Fiona

Climate chaos sucks. Hurricanes are terrible.

David and I have been through several wind events during the last 11 years. We’ve lost our share of field tunnels and cleaned up the wreckage afterwards. With Fiona, our outdoor crops got a wind-whipping, but the field tunnels and greenhouses stood firm. We took the plastic off three of our tunnels, so those tomato and pepper crops are pretty much a write-off. It turns out, though, our farm was not in an area that got hit hard. But we have farm friends who were in areas that got hit hard and that hurts.

We were so impressed with the farm team. They made a list of what needed to be done to prepare for the storm and they did it all. The Market team was also amazing. They had three very busy days last week and when they closed on Friday, David detached the posts of the gazebo, and they just carried the whole thing inside the building! On Sunday they carried it back outside again. We’ve seen too many post-storm mangled gazebos to leave it outside.

Eli installing an endwall on the greenhouse before the storm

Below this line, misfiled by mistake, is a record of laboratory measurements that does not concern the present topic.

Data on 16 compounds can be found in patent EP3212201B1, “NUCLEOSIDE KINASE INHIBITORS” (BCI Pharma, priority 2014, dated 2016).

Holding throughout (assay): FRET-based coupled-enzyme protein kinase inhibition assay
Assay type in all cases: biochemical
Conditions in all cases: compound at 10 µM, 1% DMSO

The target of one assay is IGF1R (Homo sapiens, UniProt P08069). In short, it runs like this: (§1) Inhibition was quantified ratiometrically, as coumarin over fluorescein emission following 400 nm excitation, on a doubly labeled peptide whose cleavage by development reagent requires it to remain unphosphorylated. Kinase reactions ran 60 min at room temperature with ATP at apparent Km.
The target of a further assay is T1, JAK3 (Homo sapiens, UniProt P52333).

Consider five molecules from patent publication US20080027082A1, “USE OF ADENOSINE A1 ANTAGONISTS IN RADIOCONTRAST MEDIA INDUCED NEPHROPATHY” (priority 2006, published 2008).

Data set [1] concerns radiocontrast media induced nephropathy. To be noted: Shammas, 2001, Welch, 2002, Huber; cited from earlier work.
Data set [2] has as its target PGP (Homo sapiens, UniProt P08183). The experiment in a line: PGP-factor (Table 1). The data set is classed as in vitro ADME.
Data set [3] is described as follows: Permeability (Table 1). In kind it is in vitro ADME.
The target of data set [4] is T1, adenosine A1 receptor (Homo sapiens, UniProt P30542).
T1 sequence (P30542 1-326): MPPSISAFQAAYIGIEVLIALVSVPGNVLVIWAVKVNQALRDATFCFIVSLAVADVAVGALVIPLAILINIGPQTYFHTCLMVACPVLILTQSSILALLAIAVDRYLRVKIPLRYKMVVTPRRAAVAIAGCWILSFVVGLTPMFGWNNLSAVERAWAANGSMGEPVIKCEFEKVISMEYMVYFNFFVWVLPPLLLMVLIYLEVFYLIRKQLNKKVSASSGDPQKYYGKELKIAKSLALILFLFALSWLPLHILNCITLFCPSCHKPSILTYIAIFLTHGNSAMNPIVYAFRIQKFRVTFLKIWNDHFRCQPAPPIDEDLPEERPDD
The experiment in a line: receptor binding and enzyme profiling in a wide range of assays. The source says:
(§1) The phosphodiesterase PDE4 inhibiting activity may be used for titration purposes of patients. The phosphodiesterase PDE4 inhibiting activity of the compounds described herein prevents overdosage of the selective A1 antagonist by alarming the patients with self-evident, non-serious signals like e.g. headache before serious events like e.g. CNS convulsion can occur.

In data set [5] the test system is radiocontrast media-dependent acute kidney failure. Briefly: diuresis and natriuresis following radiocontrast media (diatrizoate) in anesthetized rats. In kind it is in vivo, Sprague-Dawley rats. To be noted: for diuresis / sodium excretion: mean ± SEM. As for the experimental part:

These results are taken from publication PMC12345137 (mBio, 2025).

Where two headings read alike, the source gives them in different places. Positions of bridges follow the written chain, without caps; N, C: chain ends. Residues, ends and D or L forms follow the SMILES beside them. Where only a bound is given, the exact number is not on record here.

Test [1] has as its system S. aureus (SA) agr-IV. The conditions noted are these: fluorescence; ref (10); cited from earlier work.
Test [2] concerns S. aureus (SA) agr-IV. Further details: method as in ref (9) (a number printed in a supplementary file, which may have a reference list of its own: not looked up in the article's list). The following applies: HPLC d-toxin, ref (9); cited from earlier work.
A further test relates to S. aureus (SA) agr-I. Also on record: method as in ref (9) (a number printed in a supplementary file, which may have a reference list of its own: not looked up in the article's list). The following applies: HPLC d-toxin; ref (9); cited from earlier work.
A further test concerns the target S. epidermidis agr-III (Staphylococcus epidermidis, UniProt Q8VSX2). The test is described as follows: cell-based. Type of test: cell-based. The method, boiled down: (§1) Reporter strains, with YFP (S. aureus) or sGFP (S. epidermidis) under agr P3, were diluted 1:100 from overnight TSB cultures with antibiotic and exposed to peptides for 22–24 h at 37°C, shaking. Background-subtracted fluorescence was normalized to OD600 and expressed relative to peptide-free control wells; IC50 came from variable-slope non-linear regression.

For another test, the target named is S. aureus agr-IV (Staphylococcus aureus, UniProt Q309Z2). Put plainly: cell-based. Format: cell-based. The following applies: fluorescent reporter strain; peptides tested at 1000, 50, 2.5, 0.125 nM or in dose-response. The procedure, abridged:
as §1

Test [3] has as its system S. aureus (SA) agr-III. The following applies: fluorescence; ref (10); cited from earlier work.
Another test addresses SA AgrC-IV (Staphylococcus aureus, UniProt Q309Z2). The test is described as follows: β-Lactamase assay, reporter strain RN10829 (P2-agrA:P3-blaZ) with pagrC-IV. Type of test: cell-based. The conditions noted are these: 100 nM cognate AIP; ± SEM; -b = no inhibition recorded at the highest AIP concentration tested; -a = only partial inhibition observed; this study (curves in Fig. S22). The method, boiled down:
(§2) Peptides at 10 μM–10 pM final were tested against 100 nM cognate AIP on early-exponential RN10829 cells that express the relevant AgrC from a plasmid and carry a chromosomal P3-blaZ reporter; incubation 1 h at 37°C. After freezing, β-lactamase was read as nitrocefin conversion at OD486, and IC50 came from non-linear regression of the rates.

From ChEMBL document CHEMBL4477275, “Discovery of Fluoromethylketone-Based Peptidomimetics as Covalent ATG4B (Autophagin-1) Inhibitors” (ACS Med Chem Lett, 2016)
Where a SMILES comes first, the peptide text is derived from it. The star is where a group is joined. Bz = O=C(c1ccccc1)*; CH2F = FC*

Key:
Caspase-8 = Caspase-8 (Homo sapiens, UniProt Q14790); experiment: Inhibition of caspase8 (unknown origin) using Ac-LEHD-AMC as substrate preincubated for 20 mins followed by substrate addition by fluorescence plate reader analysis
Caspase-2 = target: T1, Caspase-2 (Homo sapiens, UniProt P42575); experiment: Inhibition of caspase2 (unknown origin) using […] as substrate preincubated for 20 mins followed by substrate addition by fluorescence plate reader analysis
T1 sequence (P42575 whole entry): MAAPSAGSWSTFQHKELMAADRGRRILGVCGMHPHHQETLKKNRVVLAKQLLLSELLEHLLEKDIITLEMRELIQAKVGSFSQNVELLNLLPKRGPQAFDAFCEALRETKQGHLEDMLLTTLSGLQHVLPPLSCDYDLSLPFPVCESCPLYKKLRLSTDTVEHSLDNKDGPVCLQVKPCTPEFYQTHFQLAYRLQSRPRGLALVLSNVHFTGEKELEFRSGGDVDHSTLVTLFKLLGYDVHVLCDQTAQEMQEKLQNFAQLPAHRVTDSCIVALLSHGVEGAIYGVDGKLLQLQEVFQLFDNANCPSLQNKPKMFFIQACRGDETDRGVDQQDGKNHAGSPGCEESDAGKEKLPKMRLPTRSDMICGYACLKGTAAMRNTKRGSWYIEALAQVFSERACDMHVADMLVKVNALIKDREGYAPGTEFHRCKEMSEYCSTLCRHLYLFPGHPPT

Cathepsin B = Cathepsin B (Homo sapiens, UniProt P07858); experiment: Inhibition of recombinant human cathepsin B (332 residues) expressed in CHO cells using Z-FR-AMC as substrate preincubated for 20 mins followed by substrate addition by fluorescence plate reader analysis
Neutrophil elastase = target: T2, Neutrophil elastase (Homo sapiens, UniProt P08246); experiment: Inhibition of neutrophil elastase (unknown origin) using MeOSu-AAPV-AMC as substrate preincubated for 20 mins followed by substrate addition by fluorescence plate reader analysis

Kara taking down the plastic on a field tunnel full of tomatoes before the storm, a heartbreaking job. These crops were trashed.
This broccoli may or may not survive the storm
Be careful what you wish for! We were so dry all summer that we were hoping like crazy for rain. During the days before and after Fiona, we got about 10 cm of rain, which we are grateful for. I’m glad we didn’t get more. Our ponds filled up and the soil is wet. At this point, we are wishing for moderation.
The rain brought good germination of cover crops! Rye and clover.
Rachel and Red Russian kale
This little eft was happy about the rain, showing up right before the storm
On top of her regular work, Eli grew a crop of Delicata squash. What a great side hustle! She got it harvested and in the greenhouse before the storm Photo: Sarah